Yesterday was Jax’s last day of preschool for the year. I can’t believe how fast it went. It’s been incredible watching him grow and learn.
He’s counting to 20 mostly on his own, can sing most of the alphabet, and is starting to learn his colors.
One of the children in his class has a sign language interpreter, so he’s learned a lot of sign language, too.
Unfortunately, he’s struggling a lot with behavior and impulsivity. There have been multiple times when he has run away from his teachers and gotten into unsafe situations. This happens at home, too, so we weren’t surprised. But we were hoping that he was just testing Steve and I and that he would make safer choices at school.
No such luck.
His teachers think it’s mostly sensory avoidance and sensory seeking that is spurring the impulsive reactions. He has issues with almost every sensory system (visual, auditory, touch, and vestibular) so it’s a lot for him to manage. He seeks out extra sensory input for his vestibular system (movement) and avoids imput for the other systems.
His sensory issues and his ADHD are a perfect storm for running away and unsafe behavior!
Last week, we had Jax’s IEP meeting. An IEP is an Individualized Education Plan and it is the document that Jaxson’s teachers and therapists reference while planning for Jax’s time in school.
I was punched in the gut during that meeting.
His teachers are recommending that Jax do only special education preschool next year. (This year, he did half special ed and half mainstream.)
They used words like: defiant, oppositional, spectrum, and anxiety when referring to Jax’s reaction to his environment. Jax has none of these diagnosis’ at this point, but the intervention and therapies are similar for all of these issues.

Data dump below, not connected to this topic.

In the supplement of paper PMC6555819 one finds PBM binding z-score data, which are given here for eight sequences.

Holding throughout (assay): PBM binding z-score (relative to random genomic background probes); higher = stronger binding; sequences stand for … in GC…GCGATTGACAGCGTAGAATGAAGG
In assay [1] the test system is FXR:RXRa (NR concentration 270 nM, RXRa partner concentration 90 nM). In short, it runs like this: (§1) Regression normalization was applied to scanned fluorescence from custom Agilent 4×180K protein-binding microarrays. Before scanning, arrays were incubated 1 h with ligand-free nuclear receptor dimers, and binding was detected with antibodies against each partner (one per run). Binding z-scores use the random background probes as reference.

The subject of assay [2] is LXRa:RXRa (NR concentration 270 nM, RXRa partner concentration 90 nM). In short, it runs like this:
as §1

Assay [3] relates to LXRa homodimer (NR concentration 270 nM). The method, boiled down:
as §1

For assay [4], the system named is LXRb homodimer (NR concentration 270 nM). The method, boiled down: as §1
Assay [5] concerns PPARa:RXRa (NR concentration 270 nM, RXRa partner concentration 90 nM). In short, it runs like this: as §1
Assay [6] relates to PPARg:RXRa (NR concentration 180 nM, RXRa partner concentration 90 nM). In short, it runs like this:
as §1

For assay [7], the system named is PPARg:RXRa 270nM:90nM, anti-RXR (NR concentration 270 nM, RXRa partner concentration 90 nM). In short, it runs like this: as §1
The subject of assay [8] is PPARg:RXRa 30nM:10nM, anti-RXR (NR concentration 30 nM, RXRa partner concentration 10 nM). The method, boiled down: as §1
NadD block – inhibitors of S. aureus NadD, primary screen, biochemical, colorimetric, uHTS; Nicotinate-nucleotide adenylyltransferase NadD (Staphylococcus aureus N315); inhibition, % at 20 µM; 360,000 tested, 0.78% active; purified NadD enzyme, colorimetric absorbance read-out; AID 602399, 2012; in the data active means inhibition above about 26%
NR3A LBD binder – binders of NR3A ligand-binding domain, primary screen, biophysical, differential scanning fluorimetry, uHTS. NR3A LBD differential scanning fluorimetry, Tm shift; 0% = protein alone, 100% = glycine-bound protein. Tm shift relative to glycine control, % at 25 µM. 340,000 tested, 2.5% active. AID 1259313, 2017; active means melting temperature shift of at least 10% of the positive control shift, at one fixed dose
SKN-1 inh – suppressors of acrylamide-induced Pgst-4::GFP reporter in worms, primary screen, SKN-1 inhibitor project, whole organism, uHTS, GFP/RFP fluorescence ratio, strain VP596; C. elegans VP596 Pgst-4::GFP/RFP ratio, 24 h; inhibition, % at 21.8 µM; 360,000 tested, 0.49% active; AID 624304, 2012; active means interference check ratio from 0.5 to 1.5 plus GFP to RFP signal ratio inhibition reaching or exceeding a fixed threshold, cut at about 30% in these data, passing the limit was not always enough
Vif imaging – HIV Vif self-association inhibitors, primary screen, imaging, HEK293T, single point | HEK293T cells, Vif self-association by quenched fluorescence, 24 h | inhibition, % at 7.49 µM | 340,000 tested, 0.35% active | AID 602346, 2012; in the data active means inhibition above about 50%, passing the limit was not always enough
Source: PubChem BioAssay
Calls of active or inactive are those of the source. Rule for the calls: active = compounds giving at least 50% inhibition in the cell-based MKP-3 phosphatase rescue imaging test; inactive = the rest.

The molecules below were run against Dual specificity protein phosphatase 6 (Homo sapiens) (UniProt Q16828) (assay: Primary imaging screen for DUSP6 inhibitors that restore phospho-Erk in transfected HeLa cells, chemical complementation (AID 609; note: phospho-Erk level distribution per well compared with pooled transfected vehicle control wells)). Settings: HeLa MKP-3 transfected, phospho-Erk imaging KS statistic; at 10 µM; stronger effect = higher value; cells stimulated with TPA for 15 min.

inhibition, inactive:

I’m sure that’s why it was easy for the teachers/therapists to use these words during the meeting, but I wish that professionals would consider the impact of their words on a parent’s heart before casually tossing them around.
This change feels like we’re going backwards. I’m sad that Jax tried a mainstream class and couldn’t succeed there. The promise of “catching up by two years old” is a distant longing. In fact, the older Jax gets, the more obvious his delays are becoming.
I am so proud of him! He has come so far and has worked so hard. His happiness shines so bright and his laughter can turn any bad day around. No matter his path in school, it is my deepest hope that he holds onto that light, that happiness. But he is getting to the point that he understands he is different and that breaks my heart sometimes.
My job as his mom is to fill him so full of love and hope and kindness that he can ward off any negativity with a smile and a shrug.
I can do that.